DevOps is also meant to move quickly, but each piece of the DevOps pipeline still happens in defined stages. Some organizations may be releasing new features on a daily or hourly basis with DevOps and CI/CD, but even they are not moving at the speed of a DataOps pipeline. The latter must move and transform new data as soon as it's collected, which could mean multiple deliveries a second, depending on the data volume.

Testing

In DataOps, the true statistic isn't always known, so test results need to be validated for correctness. Does the outcome factor in all available data that's relevant? Does it use the most current data? A DataOps team may ask these questions of their test results — and more to fit their use case — to ensure analysts can have confidence in the information presented.

In DevOps, outcomes are defined and expected, so the testing phase is straightforward. Does the application deliver the desired result? If it does, then move on to the next text. If not, debug and test again.

Feedback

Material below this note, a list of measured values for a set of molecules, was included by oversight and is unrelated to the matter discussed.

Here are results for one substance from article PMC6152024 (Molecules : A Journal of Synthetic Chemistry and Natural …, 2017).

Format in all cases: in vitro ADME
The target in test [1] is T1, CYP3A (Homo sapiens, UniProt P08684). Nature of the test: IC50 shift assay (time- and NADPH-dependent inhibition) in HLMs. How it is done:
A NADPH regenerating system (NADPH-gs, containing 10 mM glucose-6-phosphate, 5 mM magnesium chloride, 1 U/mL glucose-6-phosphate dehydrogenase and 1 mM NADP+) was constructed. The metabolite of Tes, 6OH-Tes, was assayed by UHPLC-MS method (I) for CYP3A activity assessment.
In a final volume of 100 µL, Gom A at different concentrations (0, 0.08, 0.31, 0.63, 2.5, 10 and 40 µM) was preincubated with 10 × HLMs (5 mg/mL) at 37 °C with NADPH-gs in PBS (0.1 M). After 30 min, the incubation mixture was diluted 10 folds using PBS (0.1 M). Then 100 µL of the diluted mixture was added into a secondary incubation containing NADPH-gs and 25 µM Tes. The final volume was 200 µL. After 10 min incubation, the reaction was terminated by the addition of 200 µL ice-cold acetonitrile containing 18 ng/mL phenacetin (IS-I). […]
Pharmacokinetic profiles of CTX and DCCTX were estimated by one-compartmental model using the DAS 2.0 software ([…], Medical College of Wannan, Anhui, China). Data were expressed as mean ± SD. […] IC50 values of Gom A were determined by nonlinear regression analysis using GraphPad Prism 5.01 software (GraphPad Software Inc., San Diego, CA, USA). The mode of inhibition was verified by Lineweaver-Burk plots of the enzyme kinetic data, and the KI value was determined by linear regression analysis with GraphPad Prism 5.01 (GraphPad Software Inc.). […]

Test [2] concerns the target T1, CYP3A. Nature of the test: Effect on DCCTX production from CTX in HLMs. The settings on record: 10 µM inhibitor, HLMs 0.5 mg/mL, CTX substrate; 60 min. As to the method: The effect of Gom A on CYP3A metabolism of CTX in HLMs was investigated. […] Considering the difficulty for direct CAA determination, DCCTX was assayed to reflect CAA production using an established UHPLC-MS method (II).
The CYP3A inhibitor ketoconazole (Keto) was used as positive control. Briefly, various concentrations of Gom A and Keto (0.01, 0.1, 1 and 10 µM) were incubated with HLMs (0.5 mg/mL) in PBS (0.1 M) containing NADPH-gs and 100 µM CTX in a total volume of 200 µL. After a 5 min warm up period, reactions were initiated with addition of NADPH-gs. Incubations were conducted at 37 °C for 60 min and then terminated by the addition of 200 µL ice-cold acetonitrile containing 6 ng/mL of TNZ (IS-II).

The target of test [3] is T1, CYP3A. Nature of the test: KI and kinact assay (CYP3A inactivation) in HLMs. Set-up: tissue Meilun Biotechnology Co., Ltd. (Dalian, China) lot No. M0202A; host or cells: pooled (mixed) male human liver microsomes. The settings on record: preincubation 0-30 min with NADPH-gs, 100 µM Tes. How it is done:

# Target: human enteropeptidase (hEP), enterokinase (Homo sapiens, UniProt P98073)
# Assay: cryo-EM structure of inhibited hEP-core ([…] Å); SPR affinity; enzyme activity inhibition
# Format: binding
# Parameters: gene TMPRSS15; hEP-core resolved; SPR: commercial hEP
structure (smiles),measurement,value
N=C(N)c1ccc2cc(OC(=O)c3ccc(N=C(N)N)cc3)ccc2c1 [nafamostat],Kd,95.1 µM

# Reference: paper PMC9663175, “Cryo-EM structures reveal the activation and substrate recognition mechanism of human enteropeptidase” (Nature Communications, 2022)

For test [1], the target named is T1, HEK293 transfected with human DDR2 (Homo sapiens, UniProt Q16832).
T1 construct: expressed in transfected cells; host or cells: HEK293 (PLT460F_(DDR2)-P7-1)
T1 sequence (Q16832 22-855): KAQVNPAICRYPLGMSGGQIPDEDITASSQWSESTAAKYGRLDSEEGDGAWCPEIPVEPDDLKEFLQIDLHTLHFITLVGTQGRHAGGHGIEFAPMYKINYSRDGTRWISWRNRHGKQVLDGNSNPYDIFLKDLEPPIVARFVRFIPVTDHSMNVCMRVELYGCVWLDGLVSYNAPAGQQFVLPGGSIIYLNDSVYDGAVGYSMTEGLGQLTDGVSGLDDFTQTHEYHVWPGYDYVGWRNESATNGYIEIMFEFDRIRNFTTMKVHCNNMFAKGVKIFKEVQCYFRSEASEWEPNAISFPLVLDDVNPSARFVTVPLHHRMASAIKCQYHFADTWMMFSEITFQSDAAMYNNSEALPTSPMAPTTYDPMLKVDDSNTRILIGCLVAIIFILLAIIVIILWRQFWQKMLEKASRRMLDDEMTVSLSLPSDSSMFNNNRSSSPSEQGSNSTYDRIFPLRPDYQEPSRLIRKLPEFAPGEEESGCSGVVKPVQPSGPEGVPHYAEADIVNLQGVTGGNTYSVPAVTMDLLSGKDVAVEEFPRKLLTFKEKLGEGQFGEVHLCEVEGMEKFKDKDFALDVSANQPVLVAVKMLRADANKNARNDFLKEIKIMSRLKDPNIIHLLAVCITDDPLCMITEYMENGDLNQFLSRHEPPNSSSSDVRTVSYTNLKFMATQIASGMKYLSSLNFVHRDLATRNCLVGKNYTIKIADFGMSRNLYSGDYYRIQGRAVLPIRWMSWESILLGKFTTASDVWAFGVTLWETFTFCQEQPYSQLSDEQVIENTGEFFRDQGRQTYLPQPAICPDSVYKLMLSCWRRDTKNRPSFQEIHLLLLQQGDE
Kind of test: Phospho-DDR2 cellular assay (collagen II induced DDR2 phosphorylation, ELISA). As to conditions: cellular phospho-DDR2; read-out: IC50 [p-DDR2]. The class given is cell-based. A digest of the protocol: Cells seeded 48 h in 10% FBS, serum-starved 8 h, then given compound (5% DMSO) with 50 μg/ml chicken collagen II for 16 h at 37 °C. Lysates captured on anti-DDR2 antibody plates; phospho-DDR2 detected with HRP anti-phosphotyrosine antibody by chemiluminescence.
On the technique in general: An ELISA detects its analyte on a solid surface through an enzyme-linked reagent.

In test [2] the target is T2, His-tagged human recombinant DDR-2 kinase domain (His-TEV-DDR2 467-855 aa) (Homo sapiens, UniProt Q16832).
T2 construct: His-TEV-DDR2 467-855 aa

Both models value feedback from the customer. However, DataOps places a higher emphasis on feedback from business users and analysts to determine if the deliverable meets their needs. These stakeholders typically have more context on the business processes that produce the data and the decisions they will make based on the information provided.

By contrast, DevOps does not necessarily require feedback from the customer unless an aspect of the application is not meeting their needs. If the end user is happy with the delivered product, then their feedback is voluntary. That said, teams should still monitor application usage and other DevOps metrics to determine if their product is truly satisfying all use cases or if there are areas for improvement.